Editor's Note: Wendy Wright, a UNC Anthropology major who dug deep into university history for a research project she'll present during this year's Research Day, shares some of her thoughts about the project and what she learned about a totem pole from Alaska that changed the course of history at the school.
As incoming freshmen, UNC students are given the infamous "Fear the Claw" T-shirt as their first step in representing the university and the Bears. I too was given this shirt, and at my first homecoming game I shouted "UNC BEARS!" during the school song.
It wasn't until two-and-a-half years later that I even wondered where our mascot comes from. Then one day, out of nowhere, I got a call from Sally McBeth, the chair of UNC's Anthropology department, offering me an internship researching Totem Teddy and collecting images for a website showcasing the Totem Teddy story, but I had no idea what the story was behind the totem pole.
As I dove into the archives of Michener Library, I found out that the UNC mascot was changed in 1923 from the Teachers to the Bears. This happened because Andrew Thompson, who graduated from what is now UNC in 1897 and became the superintendent of schools in southeastern Alaska, somehow obtained a totem pole and sent it to his alma mater.
After arriving on campus, the totem pole was named Totem Teddy, probably in response to Teddy Roosevelt, and was prominently displayed to be adored by all.
As I found picture after picture and morsel after morsel of information, I grew increasingly attached to Totem Teddy. One of my favorite stories is that all freshmen were required to bow down to Totem Teddy whenever they saw it.
Now, of course, no UNC students bow down to Totem Teddy because it's been returned to its rightful place and since 2003 has been in Angoon, Alaska, with the Bear Clan of the Tlingit tribe from whom it was originally taken.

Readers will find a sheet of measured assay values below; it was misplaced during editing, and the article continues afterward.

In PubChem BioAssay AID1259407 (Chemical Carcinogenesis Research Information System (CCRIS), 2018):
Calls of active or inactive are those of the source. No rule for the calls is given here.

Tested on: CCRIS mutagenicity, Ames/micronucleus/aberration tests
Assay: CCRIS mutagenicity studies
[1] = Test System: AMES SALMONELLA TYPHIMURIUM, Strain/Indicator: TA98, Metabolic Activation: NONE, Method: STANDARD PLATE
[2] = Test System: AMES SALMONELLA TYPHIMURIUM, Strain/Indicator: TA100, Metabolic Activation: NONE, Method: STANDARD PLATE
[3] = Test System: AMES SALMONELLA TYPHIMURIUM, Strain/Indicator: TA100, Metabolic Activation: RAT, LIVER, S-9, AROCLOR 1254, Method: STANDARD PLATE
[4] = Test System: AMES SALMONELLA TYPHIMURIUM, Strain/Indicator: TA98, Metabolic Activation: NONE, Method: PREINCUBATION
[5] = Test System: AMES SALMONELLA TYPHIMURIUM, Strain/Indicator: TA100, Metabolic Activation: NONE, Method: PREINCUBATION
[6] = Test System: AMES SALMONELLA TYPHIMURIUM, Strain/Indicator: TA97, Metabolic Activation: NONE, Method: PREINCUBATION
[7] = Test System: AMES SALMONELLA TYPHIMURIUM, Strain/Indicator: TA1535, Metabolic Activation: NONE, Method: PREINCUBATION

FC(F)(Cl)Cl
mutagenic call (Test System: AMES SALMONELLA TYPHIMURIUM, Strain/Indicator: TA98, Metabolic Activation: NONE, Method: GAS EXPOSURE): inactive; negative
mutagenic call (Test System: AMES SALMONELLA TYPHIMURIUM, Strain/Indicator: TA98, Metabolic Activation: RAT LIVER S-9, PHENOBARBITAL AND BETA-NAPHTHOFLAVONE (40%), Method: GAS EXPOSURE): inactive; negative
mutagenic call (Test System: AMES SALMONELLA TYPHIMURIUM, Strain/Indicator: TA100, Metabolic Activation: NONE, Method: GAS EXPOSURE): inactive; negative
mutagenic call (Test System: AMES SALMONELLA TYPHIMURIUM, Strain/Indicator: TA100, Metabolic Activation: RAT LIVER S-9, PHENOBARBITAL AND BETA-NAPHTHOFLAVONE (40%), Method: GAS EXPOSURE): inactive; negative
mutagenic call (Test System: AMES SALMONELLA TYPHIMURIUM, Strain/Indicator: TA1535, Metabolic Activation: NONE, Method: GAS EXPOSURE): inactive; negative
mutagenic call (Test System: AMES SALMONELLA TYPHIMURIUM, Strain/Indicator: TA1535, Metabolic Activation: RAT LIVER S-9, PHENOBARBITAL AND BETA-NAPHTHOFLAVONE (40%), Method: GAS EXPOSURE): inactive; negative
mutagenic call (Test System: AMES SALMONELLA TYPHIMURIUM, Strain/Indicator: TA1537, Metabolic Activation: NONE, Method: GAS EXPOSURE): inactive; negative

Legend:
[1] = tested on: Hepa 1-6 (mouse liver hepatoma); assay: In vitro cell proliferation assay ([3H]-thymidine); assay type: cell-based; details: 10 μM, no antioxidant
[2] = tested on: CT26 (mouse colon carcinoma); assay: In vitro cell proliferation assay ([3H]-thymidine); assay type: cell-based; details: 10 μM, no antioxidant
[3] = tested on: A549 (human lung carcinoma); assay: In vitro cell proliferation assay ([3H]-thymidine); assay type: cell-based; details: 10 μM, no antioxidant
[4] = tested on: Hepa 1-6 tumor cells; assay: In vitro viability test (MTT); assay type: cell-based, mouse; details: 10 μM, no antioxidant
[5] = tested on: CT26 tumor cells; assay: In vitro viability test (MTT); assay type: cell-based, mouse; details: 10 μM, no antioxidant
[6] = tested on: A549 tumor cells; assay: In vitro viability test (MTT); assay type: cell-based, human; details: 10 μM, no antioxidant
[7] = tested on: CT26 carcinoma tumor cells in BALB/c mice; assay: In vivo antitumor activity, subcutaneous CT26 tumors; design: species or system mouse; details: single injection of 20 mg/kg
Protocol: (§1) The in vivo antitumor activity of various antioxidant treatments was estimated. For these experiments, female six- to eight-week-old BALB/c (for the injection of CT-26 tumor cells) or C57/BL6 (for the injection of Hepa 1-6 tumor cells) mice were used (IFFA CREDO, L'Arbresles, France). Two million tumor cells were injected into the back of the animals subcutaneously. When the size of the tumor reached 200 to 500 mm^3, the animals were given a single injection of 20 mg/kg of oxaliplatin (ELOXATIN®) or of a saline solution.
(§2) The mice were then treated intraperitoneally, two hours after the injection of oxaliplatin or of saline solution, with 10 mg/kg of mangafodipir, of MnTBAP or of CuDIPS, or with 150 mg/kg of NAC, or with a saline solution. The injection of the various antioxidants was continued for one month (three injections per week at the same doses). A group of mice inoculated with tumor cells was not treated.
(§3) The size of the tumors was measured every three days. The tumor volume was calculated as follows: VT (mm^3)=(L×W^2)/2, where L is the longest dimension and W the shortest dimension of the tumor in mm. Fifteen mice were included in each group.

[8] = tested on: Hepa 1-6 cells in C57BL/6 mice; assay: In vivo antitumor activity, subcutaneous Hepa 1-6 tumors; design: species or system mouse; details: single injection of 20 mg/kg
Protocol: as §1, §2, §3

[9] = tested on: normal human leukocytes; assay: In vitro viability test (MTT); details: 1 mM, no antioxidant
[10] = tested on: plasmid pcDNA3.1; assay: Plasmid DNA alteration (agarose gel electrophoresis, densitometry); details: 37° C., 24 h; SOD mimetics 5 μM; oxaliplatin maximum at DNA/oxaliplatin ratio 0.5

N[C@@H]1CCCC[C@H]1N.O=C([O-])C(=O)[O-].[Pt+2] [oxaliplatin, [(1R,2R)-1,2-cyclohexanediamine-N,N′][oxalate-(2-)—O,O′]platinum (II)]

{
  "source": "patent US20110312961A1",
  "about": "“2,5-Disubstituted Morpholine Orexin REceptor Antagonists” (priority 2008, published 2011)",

The most memorable moment that I have had so far on this project was discovering that the original bear from the top of the totem pole, which was damaged by vandals from other schools, woodpeckers and the elements over the years, may still be in a storage room somewhere on campus, and that the bear that was sent back to Alaska may have been a cement replica, which is why it weighed around 600 pounds.
I remember feeling like an important member of the team as well as a legitimate anthropologist. That moment made this project not just another summary or book report on research someone else had already done. I was doing the investigating and other people were actually interested and intrigued by the information that I found.
My presentation at Research Day will include a recommendation for suggested actions and additional research to verify my preliminary findings, but whatever happens, I hope that all UNC students are eventually told the amazing story of Totem Teddy and the actions of UNC, which in accordance with the Native American Grave Rights and Repatriation Act, helped get him back home.
For more about the story of Totem Teddy, visit the Totem Teddy website.
- Wendy Wright, Senior Anthropology Major
Related: UNC to Celebrate Story of ‘Totem Teddy' with Photo Exhibit